Are the author’s raised beds high enough to keep roots from reaching lead-tainted soil in his yard? Depends on which expert you ask. ( Joe Yonan/The Washington Post)

I opened the e-mail in April with trepidation. Attached were the soil-test results I had sent away for weeks earlier, before I had planted peas and lettuce and kale and more as part of my 150-square-foot experiment in front-yard gardening.

The news from the University of Delaware wasn’t good. “This site shows significant contamination with lead,” the report said — 472 parts per million, to be exact. That led to the underlined instruction: “This soil should not be used for vegetable gardening.”

As anyone who has bought or sold a home in the past few decades knows, lead contamination is possible in any home built before 1978. Urban gardens have another source of possible lead contamination if they’re near roadways: fumes from gasoline before we switched to unleaded. Most of the concerns around lead involve children playing directly in the dirt, where they might ingest not only contaminated soil but even flakes of lead paint. Problematic soil can get stirred up by gardeners tilling, tracked into the house on shoes and, apparently, ingested in the form of produce grown in it.

That’s why experts caution gardeners to get their soil tested, and to take precautions if it comes up higher than 400 ppm. Among the suggestions: Raise the acidity of the soil to help bind the lead and make it less available; avoid leafy greens and root crops and focus instead on fruiting vegetables (tomatoes, eggplants, squash and the like), which apparently are less likely to pass along lead in their edible parts; and/or grow in containers or raised beds in new soil.

So why didn’t my heart sink when I read that soil report? Because I had already chosen Door No. 3, the raised-bed option, so I wasn’t really gardening in that underlying soil. I had decided early on that I’d avoid any issues with the ground in my Kingman Park yard by bringing in bag after bag of topsoil, compost and mulch and creating a new ecosystem inside cedar boxes.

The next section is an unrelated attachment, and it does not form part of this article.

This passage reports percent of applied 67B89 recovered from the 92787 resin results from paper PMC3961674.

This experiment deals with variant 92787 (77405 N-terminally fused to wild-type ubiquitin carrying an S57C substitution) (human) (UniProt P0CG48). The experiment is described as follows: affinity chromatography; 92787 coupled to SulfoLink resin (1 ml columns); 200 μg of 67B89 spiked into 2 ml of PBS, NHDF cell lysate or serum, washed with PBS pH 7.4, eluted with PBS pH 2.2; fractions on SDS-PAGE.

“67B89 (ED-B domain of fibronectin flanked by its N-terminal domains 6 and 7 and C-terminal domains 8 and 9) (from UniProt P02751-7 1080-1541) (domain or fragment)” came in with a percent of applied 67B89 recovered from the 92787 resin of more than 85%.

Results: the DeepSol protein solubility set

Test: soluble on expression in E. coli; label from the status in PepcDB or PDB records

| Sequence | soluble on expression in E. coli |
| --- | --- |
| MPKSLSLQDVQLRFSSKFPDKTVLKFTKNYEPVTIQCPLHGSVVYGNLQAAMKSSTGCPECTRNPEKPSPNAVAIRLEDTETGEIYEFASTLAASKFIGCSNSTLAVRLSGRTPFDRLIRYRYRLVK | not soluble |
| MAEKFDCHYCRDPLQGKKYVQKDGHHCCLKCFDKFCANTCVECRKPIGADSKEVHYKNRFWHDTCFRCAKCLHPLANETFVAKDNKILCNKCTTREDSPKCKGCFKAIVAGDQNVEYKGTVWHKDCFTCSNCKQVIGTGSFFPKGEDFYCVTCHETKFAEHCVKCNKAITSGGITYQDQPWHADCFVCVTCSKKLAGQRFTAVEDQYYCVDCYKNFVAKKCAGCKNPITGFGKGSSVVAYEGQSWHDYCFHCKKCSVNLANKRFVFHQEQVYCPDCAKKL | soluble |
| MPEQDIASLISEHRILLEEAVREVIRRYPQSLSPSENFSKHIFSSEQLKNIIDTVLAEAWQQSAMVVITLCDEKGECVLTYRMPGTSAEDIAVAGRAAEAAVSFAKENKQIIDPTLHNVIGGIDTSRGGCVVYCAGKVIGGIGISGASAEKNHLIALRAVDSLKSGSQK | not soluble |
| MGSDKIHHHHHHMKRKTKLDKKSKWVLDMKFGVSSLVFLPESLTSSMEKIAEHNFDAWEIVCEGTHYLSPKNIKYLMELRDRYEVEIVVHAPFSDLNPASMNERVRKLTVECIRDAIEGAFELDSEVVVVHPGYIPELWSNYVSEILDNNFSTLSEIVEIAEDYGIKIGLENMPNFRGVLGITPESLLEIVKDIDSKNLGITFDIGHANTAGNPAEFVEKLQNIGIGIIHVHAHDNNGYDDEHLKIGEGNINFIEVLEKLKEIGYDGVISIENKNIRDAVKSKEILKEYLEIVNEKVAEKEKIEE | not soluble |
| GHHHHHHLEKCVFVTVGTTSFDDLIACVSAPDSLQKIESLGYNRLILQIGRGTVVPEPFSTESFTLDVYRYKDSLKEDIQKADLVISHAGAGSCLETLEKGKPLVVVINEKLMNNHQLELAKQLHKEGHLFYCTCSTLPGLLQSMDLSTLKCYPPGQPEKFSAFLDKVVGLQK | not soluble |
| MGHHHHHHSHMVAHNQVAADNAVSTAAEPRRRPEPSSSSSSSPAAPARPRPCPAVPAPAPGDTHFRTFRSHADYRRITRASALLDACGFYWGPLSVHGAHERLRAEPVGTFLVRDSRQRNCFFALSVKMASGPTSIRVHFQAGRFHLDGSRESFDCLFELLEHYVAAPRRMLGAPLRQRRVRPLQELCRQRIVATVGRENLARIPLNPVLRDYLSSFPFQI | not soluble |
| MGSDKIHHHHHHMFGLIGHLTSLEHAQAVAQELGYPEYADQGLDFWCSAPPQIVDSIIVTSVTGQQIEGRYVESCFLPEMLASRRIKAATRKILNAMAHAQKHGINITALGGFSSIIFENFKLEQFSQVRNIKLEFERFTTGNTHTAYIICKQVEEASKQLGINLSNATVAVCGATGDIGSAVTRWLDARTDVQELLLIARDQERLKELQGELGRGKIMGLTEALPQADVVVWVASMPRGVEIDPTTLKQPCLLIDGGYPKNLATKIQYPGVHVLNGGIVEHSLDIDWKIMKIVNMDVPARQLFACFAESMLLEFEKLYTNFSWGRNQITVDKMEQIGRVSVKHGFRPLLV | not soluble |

But one little thing nagged at me, and that was my decision to not follow the directive of some experts — such as square-foot-gardening guru Mel Bartholomew — who suggested a fabric barrier under those beds. I had started by pulling up sod and replacing it with a “lasagna” system, layering newspaper, a topsoil/compost mix and mulch while I got ready for planting season. But was that enough? Would my plants’ roots eventually reach down through the six inches of raised bed, through the three inches of “lasagna” and into the contaminated soil underneath?

Would I have to pull out my kale, carrots, beets, just as they were starting to get established after a cold start to the spring?

I enlisted the advice of some local authorities. Sandy Farber Bandier, extension agent and master gardener coordinator at the University of the District of Columbia, met me one April morning and immediately expressed concern about the quality of the topsoil mix I had put in the beds; it was full of small rocks and twigs, and she wondered whether it was high-quality enough to support good plant health. She worried that I had planted tomato and pepper seedlings before it was really warm enough — “April 15 might be our average last frost date, but this hasn’t been an average winter” — and asked about how much shade I was getting from a tall tree nearby that was just leafing out. (The answer: several hours a day, which made it good for greens but possibly iffy for tomatoes.)